4. Choose extracurricular activities wisely.
There are so many opportunities for extracurricular activities that sometimes it’s almost like being in a candy store. Of course parents want their children to be well rounded students so they want them involved in as many activities as possible. Teens also have a fear of missing out, “FOMO”, it’s called these days so they willingly sign up too. Not only is this exhausting for the entire family but when one is involved in so many activities chances are none of them will be done well. We should not sign our kids up for activities so we can show off to our friends. Choose the activities wisely. If your child is gifted in a particular sport, by all means sign them up. Extracurricular activities help keep teens out of trouble. It teaches them about working in a team and teaches responsibility but it should definitely not tear your family apart or cause your teen’s grades to slip.
5. Be supportive but not overly indulgent
As your children adjust to their new schedules and routine pay attention and recognize any difficulties they may be facing. Very often adjustment problems, being bullied and learning disabilities present with physical ailments. Time after time children present with vague complaints like abdominal pain, headache and chest pain with no real exam findings to account for these symptoms. Though theses symptoms can often times herald very serious illnesses, it’s time to think outside the box when this becomes a frequent complaint especially on school days, and never on weekends. Or your child feels better as soon as they come to clinic or they never have these symptoms during vacation. Your provider is not blowing you off if after all the tests have come back negative they suggest that you talk to your child’s school to find out if your child is facing any difficulties. They may advise you to send your kids to school in spite of the complaints if your child appears to be doing well. We are a team and we are all interested in doing what is best for your child. Lastly, there is no shame in talking to a professional counselor or psychologist if you need to. Remember everyone’s aim is to make the school year a great success.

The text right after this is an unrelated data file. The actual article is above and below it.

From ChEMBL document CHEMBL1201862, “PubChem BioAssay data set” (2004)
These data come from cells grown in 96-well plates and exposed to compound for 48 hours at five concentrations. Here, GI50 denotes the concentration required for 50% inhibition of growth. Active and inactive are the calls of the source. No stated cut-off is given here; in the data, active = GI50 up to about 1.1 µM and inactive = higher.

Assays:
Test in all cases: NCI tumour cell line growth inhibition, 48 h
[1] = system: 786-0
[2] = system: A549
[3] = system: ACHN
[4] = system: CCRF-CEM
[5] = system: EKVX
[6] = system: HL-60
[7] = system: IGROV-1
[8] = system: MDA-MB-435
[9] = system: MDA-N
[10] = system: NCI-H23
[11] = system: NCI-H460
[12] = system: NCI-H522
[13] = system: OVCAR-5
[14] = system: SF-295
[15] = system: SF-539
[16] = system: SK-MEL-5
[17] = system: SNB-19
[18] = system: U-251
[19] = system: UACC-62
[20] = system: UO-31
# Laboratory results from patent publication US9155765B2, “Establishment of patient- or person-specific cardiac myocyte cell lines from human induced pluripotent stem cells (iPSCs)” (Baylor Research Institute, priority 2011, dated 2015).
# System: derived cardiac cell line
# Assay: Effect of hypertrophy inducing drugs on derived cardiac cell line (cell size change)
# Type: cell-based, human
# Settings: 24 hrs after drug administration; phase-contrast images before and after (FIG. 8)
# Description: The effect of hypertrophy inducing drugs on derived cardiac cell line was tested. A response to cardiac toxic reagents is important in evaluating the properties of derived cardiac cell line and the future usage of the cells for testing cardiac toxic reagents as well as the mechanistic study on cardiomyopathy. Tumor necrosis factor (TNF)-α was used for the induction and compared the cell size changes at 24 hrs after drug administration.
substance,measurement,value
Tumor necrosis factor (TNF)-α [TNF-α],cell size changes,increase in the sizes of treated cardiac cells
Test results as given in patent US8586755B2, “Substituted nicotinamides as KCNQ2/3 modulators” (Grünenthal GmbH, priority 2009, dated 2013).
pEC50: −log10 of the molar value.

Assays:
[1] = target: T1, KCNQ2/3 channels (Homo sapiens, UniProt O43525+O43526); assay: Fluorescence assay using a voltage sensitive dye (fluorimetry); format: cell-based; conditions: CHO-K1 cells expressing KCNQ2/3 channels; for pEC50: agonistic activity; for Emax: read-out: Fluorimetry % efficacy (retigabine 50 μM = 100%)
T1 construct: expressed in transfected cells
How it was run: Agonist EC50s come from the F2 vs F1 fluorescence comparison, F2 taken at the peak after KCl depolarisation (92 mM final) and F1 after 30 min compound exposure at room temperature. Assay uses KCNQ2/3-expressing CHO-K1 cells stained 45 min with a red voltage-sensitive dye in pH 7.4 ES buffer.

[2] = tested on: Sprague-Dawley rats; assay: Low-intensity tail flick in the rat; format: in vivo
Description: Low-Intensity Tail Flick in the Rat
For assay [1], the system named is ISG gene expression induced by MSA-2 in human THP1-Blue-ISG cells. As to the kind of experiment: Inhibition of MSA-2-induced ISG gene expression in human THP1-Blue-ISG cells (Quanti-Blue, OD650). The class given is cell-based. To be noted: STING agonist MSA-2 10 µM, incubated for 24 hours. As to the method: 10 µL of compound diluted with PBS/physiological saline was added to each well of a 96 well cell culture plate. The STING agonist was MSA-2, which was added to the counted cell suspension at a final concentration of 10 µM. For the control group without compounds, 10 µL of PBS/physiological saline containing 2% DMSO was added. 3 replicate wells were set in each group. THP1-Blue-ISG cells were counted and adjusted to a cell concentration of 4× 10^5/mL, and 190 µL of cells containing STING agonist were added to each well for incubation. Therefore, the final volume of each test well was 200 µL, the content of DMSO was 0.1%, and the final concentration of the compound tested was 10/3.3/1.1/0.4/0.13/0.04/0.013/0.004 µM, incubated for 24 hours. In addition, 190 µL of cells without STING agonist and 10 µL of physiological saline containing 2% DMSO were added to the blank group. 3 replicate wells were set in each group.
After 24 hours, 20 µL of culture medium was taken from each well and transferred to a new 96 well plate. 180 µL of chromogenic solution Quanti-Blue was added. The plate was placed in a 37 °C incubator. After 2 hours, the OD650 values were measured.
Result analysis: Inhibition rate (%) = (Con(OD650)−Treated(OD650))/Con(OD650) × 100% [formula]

Even as our kids head back to school, the year will be ultimately what they choose to make of it. For those kids who are going to college or school for the first time or even for returning students, this period of their lives can be very stressful and we must give them the tools to make the school year a success. For parents, there is almost a sense of loss when we first drop our children off. One wise mom once told me when I was anxious about the first day of school, “Why are we stressed out like people without hope? We should give thanks that our children are going to school and improving their lives and have faith that they will return to us better and wiser than they were on the first day of school. “Now, that’s a great perspective to have.